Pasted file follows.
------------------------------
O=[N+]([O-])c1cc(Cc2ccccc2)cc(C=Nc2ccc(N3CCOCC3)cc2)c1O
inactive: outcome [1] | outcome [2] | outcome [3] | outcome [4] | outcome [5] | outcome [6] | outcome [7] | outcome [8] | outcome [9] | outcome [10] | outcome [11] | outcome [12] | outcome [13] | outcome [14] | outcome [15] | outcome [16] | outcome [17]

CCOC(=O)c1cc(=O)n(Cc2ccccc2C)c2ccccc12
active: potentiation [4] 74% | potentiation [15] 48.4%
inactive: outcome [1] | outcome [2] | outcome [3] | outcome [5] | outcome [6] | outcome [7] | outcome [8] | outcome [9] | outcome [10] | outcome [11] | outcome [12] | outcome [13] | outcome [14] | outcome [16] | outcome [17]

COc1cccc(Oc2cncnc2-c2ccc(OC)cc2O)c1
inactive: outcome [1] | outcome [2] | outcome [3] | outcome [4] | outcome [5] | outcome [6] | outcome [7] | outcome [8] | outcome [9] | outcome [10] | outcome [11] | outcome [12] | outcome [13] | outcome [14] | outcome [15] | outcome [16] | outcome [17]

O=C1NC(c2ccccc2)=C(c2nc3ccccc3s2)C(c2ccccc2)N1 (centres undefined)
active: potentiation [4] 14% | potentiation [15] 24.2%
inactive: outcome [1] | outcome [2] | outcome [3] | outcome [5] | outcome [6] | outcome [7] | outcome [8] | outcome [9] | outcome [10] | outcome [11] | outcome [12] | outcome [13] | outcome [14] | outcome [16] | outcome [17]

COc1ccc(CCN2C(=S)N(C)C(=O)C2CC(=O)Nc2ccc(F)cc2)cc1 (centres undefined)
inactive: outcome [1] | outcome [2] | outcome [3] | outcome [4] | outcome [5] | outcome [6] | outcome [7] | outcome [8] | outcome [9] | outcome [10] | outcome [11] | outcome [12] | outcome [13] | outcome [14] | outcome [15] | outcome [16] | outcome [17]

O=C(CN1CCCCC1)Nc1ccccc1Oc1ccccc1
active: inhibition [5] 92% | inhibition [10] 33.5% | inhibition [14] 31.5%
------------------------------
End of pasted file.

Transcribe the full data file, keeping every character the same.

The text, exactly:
O=[N+]([O-])c1cc(Cc2ccccc2)cc(C=Nc2ccc(N3CCOCC3)cc2)c1O
inactive: outcome [1] | outcome [2] | outcome [3] | outcome [4] | outcome [5] | outcome [6] | outcome [7] | outcome [8] | outcome [9] | outcome [10] | outcome [11] | outcome [12] | outcome [13] | outcome [14] | outcome [15] | outcome [16] | outcome [17]

CCOC(=O)c1cc(=O)n(Cc2ccccc2C)c2ccccc12
active: potentiation [4] 74% | potentiation [15] 48.4%
inactive: outcome [1] | outcome [2] | outcome [3] | outcome [5] | outcome [6] | outcome [7] | outcome [8] | outcome [9] | outcome [10] | outcome [11] | outcome [12] | outcome [13] | outcome [14] | outcome [16] | outcome [17]

COc1cccc(Oc2cncnc2-c2ccc(OC)cc2O)c1
inactive: outcome [1] | outcome [2] | outcome [3] | outcome [4] | outcome [5] | outcome [6] | outcome [7] | outcome [8] | outcome [9] | outcome [10] | outcome [11] | outcome [12] | outcome [13] | outcome [14] | outcome [15] | outcome [16] | outcome [17]

O=C1NC(c2ccccc2)=C(c2nc3ccccc3s2)C(c2ccccc2)N1 (centres undefined)
active: potentiation [4] 14% | potentiation [15] 24.2%
inactive: outcome [1] | outcome [2] | outcome [3] | outcome [5] | outcome [6] | outcome [7] | outcome [8] | outcome [9] | outcome [10] | outcome [11] | outcome [12] | outcome [13] | outcome [14] | outcome [16] | outcome [17]

COc1ccc(CCN2C(=S)N(C)C(=O)C2CC(=O)Nc2ccc(F)cc2)cc1 (centres undefined)
inactive: outcome [1] | outcome [2] | outcome [3] | outcome [4] | outcome [5] | outcome [6] | outcome [7] | outcome [8] | outcome [9] | outcome [10] | outcome [11] | outcome [12] | outcome [13] | outcome [14] | outcome [15] | outcome [16] | outcome [17]

O=C(CN1CCCCC1)Nc1ccccc1Oc1ccccc1
active: inhibition [5] 92% | inhibition [10] 33.5% | inhibition [14] 31.5%